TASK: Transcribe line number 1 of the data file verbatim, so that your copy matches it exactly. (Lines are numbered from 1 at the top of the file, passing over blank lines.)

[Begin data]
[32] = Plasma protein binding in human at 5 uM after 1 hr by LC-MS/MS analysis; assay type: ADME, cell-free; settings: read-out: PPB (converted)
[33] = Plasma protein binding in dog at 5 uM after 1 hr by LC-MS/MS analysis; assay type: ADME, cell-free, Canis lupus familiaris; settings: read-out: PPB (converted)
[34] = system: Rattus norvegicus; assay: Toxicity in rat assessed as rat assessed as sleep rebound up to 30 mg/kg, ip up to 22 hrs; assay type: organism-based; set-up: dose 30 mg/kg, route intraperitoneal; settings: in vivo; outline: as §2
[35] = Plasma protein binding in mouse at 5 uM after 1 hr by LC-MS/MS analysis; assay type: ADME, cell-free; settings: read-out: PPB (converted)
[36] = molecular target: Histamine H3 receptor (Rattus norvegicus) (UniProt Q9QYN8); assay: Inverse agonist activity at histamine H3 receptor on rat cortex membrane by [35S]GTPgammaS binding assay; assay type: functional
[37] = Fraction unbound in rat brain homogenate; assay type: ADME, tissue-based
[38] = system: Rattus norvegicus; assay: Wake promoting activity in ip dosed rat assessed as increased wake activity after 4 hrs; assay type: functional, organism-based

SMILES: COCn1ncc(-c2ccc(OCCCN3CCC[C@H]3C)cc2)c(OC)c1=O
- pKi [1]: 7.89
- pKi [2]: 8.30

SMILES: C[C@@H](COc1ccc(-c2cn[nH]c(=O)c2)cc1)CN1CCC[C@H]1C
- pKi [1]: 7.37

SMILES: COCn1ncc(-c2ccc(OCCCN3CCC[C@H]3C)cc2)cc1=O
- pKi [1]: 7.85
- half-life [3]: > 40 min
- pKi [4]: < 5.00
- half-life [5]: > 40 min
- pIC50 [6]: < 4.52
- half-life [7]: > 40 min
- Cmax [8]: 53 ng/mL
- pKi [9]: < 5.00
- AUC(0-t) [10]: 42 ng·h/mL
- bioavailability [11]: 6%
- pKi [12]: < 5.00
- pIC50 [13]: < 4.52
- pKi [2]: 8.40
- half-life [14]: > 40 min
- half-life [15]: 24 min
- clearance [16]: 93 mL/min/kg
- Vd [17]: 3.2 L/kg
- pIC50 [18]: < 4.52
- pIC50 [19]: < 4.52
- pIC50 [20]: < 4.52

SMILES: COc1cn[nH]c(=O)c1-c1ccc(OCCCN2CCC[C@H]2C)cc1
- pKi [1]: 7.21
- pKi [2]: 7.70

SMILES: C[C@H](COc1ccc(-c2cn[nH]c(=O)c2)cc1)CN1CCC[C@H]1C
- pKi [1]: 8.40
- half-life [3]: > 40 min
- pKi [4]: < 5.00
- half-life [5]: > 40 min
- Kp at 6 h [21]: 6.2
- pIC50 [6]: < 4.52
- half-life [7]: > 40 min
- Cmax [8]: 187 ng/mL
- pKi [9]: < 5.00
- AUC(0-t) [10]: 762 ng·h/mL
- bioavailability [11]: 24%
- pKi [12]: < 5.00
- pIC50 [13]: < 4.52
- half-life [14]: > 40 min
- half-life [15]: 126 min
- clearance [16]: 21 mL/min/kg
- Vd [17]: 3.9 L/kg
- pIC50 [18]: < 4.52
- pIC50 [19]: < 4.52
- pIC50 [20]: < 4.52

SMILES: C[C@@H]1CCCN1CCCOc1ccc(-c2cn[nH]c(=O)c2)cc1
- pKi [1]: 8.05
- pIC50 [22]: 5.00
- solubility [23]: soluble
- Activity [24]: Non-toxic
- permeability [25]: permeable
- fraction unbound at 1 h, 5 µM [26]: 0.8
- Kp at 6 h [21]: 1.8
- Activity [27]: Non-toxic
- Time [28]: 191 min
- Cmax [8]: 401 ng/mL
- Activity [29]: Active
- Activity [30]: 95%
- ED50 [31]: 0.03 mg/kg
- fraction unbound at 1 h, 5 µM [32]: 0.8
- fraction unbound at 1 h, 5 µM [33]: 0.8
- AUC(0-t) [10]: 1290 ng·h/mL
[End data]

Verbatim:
[32] = Plasma protein binding in human at 5 uM after 1 hr by LC-MS/MS analysis; assay type: ADME, cell-free; settings: read-out: PPB (converted)